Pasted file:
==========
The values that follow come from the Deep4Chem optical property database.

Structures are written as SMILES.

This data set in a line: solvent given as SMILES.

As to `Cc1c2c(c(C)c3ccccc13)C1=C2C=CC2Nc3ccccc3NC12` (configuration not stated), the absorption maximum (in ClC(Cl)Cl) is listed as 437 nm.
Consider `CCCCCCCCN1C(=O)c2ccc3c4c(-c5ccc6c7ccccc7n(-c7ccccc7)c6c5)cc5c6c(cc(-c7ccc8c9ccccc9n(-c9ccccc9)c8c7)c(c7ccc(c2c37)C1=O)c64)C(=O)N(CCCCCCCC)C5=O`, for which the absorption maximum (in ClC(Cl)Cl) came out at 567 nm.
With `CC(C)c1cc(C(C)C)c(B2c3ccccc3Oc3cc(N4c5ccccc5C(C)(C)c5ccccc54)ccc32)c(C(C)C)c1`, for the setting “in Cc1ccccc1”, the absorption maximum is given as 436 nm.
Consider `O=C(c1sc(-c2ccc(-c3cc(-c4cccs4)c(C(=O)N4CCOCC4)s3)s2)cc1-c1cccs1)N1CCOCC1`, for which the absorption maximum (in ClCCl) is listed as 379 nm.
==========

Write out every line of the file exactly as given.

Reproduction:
The values that follow come from the Deep4Chem optical property database.

Structures are written as SMILES.

This data set in a line: solvent given as SMILES.

As to `Cc1c2c(c(C)c3ccccc13)C1=C2C=CC2Nc3ccccc3NC12` (configuration not stated), the absorption maximum (in ClC(Cl)Cl) is listed as 437 nm.
Consider `CCCCCCCCN1C(=O)c2ccc3c4c(-c5ccc6c7ccccc7n(-c7ccccc7)c6c5)cc5c6c(cc(-c7ccc8c9ccccc9n(-c9ccccc9)c8c7)c(c7ccc(c2c37)C1=O)c64)C(=O)N(CCCCCCCC)C5=O`, for which the absorption maximum (in ClC(Cl)Cl) came out at 567 nm.
With `CC(C)c1cc(C(C)C)c(B2c3ccccc3Oc3cc(N4c5ccccc5C(C)(C)c5ccccc54)ccc32)c(C(C)C)c1`, for the setting “in Cc1ccccc1”, the absorption maximum is given as 436 nm.
Consider `O=C(c1sc(-c2ccc(-c3cc(-c4cccs4)c(C(=O)N4CCOCC4)s3)s2)cc1-c1cccs1)N1CCOCC1`, for which the absorption maximum (in ClCCl) is listed as 379 nm.